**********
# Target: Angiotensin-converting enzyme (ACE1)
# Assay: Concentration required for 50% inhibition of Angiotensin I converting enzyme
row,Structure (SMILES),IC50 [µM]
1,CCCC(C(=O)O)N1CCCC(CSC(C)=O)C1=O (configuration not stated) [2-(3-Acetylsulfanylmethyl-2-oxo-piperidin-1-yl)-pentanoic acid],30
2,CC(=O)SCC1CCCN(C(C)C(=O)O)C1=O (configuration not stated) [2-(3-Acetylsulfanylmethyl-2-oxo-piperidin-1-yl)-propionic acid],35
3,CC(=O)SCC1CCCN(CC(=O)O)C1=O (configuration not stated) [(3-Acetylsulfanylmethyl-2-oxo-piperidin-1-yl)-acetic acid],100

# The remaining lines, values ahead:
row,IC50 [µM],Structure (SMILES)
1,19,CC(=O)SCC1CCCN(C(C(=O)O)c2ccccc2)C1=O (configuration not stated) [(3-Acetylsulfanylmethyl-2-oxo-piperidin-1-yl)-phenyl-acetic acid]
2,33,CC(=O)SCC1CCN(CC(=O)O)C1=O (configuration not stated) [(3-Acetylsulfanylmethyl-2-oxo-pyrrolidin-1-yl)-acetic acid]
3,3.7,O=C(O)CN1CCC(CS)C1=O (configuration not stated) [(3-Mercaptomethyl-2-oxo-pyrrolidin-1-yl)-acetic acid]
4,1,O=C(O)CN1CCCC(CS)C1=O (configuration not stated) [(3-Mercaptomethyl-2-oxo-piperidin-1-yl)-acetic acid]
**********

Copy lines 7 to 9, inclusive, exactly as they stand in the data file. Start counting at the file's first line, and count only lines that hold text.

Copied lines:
# The remaining lines, values ahead:
row,IC50 [µM],Structure (SMILES)
1,19,CC(=O)SCC1CCCN(C(C(=O)O)c2ccccc2)C1=O (configuration not stated) [(3-Acetylsulfanylmethyl-2-oxo-piperidin-1-yl)-phenyl-acetic acid]